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Hines v. City of Lockport.
that it may omit, in its discretion, to perform the duty, and not be liable for damages resulting from such omission. Such, however, is not the law. The rule is laid down in Hutson v. Mayor &c. of New York, (5 Seld. 163) It is there said that when a public body is clothed with power to do an act, which the public interest requires to be done, and the means of performance are placed at its disposal, the execution of the power may be insisted on as a duty; notwithstanding the statute conferring it is only permissive. (The Mayor fe. v. Furze, 3 Hill, 612.)
It was for a long time considered by the profession as doubtful, whether the commissioners of highways of towns were liable for injuries resulting from their neglect to keep the roads and bridges in the town in repair; it has, horever, been finally settled, that they are not liable, unless they have in their hands funds applicable to such repairs. (Garlinghouse v. Jacobs, 29 N. Y. 297.) But when the common council of a city, or the trustees of a village, are made commissioners of highways, the duty to repair the streets becomes imperative, unless they not only have not funds applicable to that use, but have not by the charter the power to raise them. (Weet v. The Village of Brock
. port, 16 N. Y. 159; note to Conrad v. Trustees of Ithaca.) In Hicok v. The Trustees of Plattsburgh, (15 Barb. 427,) the corporation was sued for damages sustained by the plaintiff in falling, in the night, into a trench dug in one of the streets of the village, which was left without lights or guards, notwithstanding the existence of the trench was known to one of the trustees.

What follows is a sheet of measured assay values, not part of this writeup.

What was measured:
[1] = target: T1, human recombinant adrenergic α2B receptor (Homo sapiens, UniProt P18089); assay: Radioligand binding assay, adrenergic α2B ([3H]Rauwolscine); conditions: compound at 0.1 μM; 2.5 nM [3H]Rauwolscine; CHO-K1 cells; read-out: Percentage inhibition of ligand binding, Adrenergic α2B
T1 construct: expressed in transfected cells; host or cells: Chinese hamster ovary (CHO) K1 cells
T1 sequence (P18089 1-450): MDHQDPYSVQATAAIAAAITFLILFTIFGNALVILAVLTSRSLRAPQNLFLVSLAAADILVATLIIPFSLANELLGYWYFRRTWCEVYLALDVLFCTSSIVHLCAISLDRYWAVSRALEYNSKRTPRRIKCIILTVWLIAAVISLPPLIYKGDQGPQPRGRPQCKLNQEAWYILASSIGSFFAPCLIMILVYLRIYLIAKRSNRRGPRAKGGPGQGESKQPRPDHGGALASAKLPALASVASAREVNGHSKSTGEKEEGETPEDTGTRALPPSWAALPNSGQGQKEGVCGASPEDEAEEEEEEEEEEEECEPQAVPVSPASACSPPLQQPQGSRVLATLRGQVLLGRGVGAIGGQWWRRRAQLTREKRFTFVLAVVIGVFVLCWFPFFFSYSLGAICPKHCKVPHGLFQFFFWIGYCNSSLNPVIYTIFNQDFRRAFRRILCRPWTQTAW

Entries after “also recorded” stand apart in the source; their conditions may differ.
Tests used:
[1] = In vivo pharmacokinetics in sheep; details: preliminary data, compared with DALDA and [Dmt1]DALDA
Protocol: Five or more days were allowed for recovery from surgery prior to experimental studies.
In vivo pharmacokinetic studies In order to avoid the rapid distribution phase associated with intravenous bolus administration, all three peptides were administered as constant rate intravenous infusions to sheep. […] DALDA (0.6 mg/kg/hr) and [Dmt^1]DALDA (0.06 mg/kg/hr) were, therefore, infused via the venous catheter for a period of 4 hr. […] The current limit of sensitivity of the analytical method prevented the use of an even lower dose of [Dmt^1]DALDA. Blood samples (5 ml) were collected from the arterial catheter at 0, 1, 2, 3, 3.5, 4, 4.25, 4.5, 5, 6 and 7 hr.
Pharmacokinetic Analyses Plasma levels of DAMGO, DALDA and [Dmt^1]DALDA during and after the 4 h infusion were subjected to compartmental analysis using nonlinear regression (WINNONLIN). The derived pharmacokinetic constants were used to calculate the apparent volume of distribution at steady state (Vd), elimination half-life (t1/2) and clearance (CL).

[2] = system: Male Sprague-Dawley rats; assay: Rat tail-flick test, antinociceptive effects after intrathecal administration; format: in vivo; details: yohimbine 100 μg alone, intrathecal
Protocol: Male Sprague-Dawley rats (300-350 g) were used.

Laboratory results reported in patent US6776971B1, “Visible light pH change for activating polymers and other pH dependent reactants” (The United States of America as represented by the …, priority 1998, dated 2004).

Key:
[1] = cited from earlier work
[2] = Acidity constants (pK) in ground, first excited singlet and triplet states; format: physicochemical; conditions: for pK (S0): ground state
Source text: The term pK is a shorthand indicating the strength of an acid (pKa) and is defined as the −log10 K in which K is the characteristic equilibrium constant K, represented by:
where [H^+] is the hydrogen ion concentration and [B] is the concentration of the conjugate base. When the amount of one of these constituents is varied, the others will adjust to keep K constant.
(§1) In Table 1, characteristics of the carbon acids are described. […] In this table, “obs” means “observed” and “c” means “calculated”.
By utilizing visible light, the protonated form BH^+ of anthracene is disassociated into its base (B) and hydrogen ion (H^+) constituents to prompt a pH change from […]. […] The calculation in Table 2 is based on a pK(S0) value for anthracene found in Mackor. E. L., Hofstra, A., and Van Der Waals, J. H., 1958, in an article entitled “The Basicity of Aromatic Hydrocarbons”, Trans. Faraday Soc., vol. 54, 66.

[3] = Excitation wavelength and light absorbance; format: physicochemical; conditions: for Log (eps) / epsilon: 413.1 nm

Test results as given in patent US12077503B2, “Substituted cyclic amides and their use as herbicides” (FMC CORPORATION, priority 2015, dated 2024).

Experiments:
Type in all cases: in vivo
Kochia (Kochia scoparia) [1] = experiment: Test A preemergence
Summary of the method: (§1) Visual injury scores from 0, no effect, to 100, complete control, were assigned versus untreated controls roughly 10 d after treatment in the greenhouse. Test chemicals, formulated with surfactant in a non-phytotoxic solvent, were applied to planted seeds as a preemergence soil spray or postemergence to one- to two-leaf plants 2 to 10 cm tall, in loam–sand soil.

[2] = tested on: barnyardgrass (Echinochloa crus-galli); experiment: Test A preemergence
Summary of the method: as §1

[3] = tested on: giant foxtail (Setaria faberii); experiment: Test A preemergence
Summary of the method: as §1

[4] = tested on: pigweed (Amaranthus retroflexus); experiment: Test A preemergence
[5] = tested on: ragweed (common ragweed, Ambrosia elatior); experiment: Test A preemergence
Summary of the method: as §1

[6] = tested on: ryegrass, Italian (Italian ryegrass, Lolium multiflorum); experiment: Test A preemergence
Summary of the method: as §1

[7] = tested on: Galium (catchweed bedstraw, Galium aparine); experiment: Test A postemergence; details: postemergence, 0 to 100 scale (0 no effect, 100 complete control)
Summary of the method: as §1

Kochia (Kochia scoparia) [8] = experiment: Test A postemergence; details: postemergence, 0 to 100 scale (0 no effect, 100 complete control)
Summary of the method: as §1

The trustees were, by the charter, made commissioners of highways, and it was shown that there remained unapplied 800 out of 1000 days' highway labor assessed on the inhabitants. The plaintiff was nonsuited, on the ground that the trustees, as commissioners of highways, were independent officers, and the corporation was not liable for their neglect of duty. This judgment was reversed by the Court of Ap
Hines v. City of Lockport.
peals, as appears by the statement of Denio, J., in Conrad v. Trustees of Ithaca, on the ground that the corporation was liable for the neglect of duty of the trustees; that they were not independent officers, but stood to the corporation in the relation of a servant to his master, liable to the same extent as a master would be for the misconduct of a servant. In Conrad v. The Trustees of Ithaca, (16 N. Y. 158,) the Court of Appeals adopted the opinion of Selden, J., in Weet v. The Village of Brockport, as a correct exposition of the law applicable to the liability of corporations and individuals upon whom the sovereign power has conferred, by grant or charter, the obligation to perform the duties for the benefit of the public.